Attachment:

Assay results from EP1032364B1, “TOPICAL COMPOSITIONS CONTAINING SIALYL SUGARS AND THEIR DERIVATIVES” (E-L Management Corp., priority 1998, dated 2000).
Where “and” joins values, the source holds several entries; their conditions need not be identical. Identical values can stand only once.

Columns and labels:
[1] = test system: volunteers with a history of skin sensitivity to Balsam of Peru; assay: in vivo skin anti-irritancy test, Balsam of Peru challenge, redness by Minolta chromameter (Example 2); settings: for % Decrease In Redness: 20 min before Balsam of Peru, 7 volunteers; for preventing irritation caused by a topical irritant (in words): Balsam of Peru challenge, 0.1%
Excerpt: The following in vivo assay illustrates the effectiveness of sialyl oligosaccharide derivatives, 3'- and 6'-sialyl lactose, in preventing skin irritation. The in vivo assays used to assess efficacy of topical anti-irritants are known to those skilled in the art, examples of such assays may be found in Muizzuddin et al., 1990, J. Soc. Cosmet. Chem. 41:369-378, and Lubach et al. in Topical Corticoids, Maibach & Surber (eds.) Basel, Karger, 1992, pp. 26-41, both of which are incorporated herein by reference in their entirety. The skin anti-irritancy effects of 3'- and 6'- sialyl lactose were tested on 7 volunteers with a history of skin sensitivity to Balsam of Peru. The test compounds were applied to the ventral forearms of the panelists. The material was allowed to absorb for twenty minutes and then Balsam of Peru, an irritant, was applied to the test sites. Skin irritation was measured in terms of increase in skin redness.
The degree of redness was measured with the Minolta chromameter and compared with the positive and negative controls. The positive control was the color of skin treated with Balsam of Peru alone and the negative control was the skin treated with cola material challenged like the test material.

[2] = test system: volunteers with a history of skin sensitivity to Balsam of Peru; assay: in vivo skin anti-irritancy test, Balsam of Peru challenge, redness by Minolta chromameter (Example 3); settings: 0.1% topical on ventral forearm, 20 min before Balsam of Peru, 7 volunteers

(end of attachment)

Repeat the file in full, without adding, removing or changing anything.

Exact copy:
Assay results from EP1032364B1, “TOPICAL COMPOSITIONS CONTAINING SIALYL SUGARS AND THEIR DERIVATIVES” (E-L Management Corp., priority 1998, dated 2000).
Where “and” joins values, the source holds several entries; their conditions need not be identical. Identical values can stand only once.

Columns and labels:
[1] = test system: volunteers with a history of skin sensitivity to Balsam of Peru; assay: in vivo skin anti-irritancy test, Balsam of Peru challenge, redness by Minolta chromameter (Example 2); settings: for % Decrease In Redness: 20 min before Balsam of Peru, 7 volunteers; for preventing irritation caused by a topical irritant (in words): Balsam of Peru challenge, 0.1%
Excerpt: The following in vivo assay illustrates the effectiveness of sialyl oligosaccharide derivatives, 3'- and 6'-sialyl lactose, in preventing skin irritation. The in vivo assays used to assess efficacy of topical anti-irritants are known to those skilled in the art, examples of such assays may be found in Muizzuddin et al., 1990, J. Soc. Cosmet. Chem. 41:369-378, and Lubach et al. in Topical Corticoids, Maibach & Surber (eds.) Basel, Karger, 1992, pp. 26-41, both of which are incorporated herein by reference in their entirety. The skin anti-irritancy effects of 3'- and 6'- sialyl lactose were tested on 7 volunteers with a history of skin sensitivity to Balsam of Peru. The test compounds were applied to the ventral forearms of the panelists. The material was allowed to absorb for twenty minutes and then Balsam of Peru, an irritant, was applied to the test sites. Skin irritation was measured in terms of increase in skin redness.
The degree of redness was measured with the Minolta chromameter and compared with the positive and negative controls. The positive control was the color of skin treated with Balsam of Peru alone and the negative control was the skin treated with cola material challenged like the test material.

[2] = test system: volunteers with a history of skin sensitivity to Balsam of Peru; assay: in vivo skin anti-irritancy test, Balsam of Peru challenge, redness by Minolta chromameter (Example 3); settings: 0.1% topical on ventral forearm, 20 min before Balsam of Peru, 7 volunteers